It's been dubbed Marmageddon and the Marmapocalypse ... but Marmite-maker Sanitarium insists it didn't plan the shortage crisis.
But the company has been quick to capitalise on the resultant hysteria as shelves empty of the breakfast spread, a marketing expert says.
As the last remaining stocks disappear from shelves, Dr Bodo Lang, senior marketing lecturer at Auckland University, said the exposure across both mainstream and social media had turned around a bad situation for the firm.
"The worst that could have happened is if they run out quietly and leave a sour taste in consumers' mouths," said Dr Lang, whose research area is word-to-mouth and viral marketing.
"I'd be very surprised if Sanitarium's PR company or ad agency wasn't involved in this ... if they hadn't done a few things to help this go viral."
Shelves around the country have been stripped of Marmite after news of its shortage broke this week.
Jars of the black gold have been listed on Trade Me, and news of "Marmageddon" has lit up social networking sites such as Facebook and Twitter.
Dr Lang said Sanitarium probably stoked the fires by making sure information was ready to go out to media and ensuring spokespeople were readily available and on message.
"I've also noticed the Marmite entry of Wikipedia is very up-to-date. It had media quotations from March 19.
"So somebody is really looking after this very, very well, making sure all the balls are in the air, and that they are well polished. So the whole thing can go around and around."
Pierre van Heerden, Sanitarium's general manager, told the Herald he had fielded non-stop calls from media including CNN and British newspapers the Guardian and Daily Mail.
But he rejected any suggestion the shortage had been planned or manipulated.
"We've had a number of inquiries - is this a sophisticated marketing plan, or some hoax or something like that?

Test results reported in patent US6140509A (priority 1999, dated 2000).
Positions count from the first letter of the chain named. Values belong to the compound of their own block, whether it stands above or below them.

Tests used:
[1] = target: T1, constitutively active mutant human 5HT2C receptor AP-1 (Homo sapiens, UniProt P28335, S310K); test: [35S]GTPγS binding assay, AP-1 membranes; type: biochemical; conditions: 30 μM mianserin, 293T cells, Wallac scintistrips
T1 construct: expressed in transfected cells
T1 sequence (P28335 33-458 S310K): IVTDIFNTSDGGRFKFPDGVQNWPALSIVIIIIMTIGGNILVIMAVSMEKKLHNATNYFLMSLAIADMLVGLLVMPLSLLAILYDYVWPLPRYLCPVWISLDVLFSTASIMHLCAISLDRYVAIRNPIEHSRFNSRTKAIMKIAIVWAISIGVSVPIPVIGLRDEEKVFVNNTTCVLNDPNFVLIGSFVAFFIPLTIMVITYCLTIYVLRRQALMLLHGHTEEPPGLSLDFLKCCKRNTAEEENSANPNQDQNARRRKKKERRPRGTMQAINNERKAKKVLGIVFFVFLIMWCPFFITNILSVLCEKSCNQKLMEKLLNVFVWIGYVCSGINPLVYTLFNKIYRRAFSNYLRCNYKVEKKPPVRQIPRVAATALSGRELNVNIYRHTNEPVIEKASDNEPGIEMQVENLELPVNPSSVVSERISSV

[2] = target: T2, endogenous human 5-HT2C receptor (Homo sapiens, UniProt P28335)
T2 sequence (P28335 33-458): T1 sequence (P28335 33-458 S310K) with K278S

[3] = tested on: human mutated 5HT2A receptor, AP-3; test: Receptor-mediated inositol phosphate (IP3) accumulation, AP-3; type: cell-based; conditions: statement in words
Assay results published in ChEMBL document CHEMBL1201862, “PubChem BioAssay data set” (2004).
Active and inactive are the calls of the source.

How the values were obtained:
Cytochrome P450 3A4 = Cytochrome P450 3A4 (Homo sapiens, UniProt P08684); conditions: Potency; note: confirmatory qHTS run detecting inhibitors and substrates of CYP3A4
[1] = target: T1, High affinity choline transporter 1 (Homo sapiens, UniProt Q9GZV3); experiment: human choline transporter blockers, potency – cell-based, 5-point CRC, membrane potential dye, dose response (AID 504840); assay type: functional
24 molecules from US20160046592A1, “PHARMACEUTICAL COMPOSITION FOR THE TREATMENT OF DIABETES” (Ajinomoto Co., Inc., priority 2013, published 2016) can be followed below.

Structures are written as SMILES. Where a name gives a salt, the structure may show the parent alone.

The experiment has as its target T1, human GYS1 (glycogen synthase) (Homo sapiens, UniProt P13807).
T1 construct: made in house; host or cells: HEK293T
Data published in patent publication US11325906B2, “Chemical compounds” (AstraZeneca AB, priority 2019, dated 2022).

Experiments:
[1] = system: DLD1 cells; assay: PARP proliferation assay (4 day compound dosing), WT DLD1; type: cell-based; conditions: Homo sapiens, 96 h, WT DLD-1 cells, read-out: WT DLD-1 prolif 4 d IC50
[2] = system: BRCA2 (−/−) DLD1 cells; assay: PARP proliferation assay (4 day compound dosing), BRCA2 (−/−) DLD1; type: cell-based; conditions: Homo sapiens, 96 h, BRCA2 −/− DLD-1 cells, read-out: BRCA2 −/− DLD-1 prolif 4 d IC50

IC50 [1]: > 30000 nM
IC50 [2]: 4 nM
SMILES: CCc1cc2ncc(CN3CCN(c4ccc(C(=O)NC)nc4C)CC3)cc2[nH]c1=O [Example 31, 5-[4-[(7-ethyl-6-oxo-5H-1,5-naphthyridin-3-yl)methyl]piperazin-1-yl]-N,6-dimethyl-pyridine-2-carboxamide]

"Well, it definitely isn't. Sanitarium doesn't participate in that kind of marketing. This is a genuine issue that we are facing."
The company suspended production from last November until mid-July after earthquake damage meant a tower at its Christchurch factory had to be pulled down.
Initial inspections had cleared the factory but a more detailed report picked up the safety issue and the surrounding Marmite plant - the only one in the country - is unsafe to use while the tower comes down.
Mr van Heerden made media appearances in November to talk about the damage, but it was hoped a way would be found to continue Marmite supplies.
"This included on a temporary basis bringing stock in from overseas. I sent staff overseas to work with companies in South Africa, for instance, where they also produce Marmite.
"The results of that unfortunately weren't positive. And we ended up with the only thing we could do is really focus on getting our own plant back into operation again."
Sales had been hurt in recent weeks as certain sizes of Marmite ran out and even with panic-buying the company would not be benefited by the shortage in terms of sales, he said.
But Dr Lang said the brand exposure - including comments from Prime Minister John Key - and customer engagement created by Marmageddon was massive.
Prime Minister John Key says he can happily switch to the Australian-made rival spread, currently on special at most New Zealand supermarkets.
PROMITE (AUS & NZ)
Made by Masterfoods, it's a bit like Kiwi Marmite in that it's a yeast extract spread.
MY MATE (UK)
The UK brand (called Marmite over there) is available here. However, its powerful salty taste may offend those raised on the sugar-laced Kiwi variety.
The internet abounds with recipes, although most are for the British version. Ingredients: brewer's yeast, sea salt, onion, carrots, turnips and celery.
MEAT LOVERS ONLY
Bovril and Oxo may not be so good on the breakfast table.